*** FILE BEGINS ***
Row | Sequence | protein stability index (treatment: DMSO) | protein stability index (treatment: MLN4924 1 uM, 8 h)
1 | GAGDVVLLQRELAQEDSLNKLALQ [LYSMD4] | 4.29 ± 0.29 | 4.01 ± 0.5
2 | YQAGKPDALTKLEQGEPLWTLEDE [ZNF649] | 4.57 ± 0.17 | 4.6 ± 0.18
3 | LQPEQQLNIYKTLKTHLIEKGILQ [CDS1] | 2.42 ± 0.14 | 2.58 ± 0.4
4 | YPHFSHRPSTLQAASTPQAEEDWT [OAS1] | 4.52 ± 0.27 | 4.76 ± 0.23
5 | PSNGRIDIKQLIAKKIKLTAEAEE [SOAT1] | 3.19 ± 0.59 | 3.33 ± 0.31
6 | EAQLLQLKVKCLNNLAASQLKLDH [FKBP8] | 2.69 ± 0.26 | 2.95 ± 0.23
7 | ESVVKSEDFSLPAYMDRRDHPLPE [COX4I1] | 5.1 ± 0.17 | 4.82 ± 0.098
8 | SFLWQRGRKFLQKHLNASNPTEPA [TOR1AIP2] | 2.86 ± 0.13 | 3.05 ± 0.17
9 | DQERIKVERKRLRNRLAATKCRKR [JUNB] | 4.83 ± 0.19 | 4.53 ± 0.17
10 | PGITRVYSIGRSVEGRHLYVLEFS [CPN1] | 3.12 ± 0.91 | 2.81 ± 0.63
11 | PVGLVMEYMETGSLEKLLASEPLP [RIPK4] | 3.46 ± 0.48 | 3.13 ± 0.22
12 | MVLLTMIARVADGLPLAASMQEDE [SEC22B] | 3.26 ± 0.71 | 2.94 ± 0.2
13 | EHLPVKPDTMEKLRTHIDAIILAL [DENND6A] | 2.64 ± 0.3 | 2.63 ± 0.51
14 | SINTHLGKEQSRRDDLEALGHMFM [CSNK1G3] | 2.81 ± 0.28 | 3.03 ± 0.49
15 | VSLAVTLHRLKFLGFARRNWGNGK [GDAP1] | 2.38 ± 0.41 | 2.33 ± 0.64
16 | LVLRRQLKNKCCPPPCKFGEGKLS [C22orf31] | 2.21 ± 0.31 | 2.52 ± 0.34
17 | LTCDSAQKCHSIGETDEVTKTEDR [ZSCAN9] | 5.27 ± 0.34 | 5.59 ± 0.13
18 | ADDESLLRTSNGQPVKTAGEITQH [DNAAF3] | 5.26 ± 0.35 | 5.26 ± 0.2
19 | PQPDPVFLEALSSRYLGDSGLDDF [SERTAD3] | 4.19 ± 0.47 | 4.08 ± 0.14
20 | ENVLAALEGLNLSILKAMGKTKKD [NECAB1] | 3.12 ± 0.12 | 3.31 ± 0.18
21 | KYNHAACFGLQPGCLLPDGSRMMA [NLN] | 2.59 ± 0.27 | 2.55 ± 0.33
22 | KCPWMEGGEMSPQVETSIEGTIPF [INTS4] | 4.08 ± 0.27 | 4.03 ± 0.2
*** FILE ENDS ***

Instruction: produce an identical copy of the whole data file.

Row | Sequence | protein stability index (treatment: DMSO) | protein stability index (treatment: MLN4924 1 uM, 8 h)
1 | GAGDVVLLQRELAQEDSLNKLALQ [LYSMD4] | 4.29 ± 0.29 | 4.01 ± 0.5
2 | YQAGKPDALTKLEQGEPLWTLEDE [ZNF649] | 4.57 ± 0.17 | 4.6 ± 0.18
3 | LQPEQQLNIYKTLKTHLIEKGILQ [CDS1] | 2.42 ± 0.14 | 2.58 ± 0.4
4 | YPHFSHRPSTLQAASTPQAEEDWT [OAS1] | 4.52 ± 0.27 | 4.76 ± 0.23
5 | PSNGRIDIKQLIAKKIKLTAEAEE [SOAT1] | 3.19 ± 0.59 | 3.33 ± 0.31
6 | EAQLLQLKVKCLNNLAASQLKLDH [FKBP8] | 2.69 ± 0.26 | 2.95 ± 0.23
7 | ESVVKSEDFSLPAYMDRRDHPLPE [COX4I1] | 5.1 ± 0.17 | 4.82 ± 0.098
8 | SFLWQRGRKFLQKHLNASNPTEPA [TOR1AIP2] | 2.86 ± 0.13 | 3.05 ± 0.17
9 | DQERIKVERKRLRNRLAATKCRKR [JUNB] | 4.83 ± 0.19 | 4.53 ± 0.17
10 | PGITRVYSIGRSVEGRHLYVLEFS [CPN1] | 3.12 ± 0.91 | 2.81 ± 0.63
11 | PVGLVMEYMETGSLEKLLASEPLP [RIPK4] | 3.46 ± 0.48 | 3.13 ± 0.22
12 | MVLLTMIARVADGLPLAASMQEDE [SEC22B] | 3.26 ± 0.71 | 2.94 ± 0.2
13 | EHLPVKPDTMEKLRTHIDAIILAL [DENND6A] | 2.64 ± 0.3 | 2.63 ± 0.51
14 | SINTHLGKEQSRRDDLEALGHMFM [CSNK1G3] | 2.81 ± 0.28 | 3.03 ± 0.49
15 | VSLAVTLHRLKFLGFARRNWGNGK [GDAP1] | 2.38 ± 0.41 | 2.33 ± 0.64
16 | LVLRRQLKNKCCPPPCKFGEGKLS [C22orf31] | 2.21 ± 0.31 | 2.52 ± 0.34
17 | LTCDSAQKCHSIGETDEVTKTEDR [ZSCAN9] | 5.27 ± 0.34 | 5.59 ± 0.13
18 | ADDESLLRTSNGQPVKTAGEITQH [DNAAF3] | 5.26 ± 0.35 | 5.26 ± 0.2
19 | PQPDPVFLEALSSRYLGDSGLDDF [SERTAD3] | 4.19 ± 0.47 | 4.08 ± 0.14
20 | ENVLAALEGLNLSILKAMGKTKKD [NECAB1] | 3.12 ± 0.12 | 3.31 ± 0.18
21 | KYNHAACFGLQPGCLLPDGSRMMA [NLN] | 2.59 ± 0.27 | 2.55 ± 0.33
22 | KCPWMEGGEMSPQVETSIEGTIPF [INTS4] | 4.08 ± 0.27 | 4.03 ± 0.2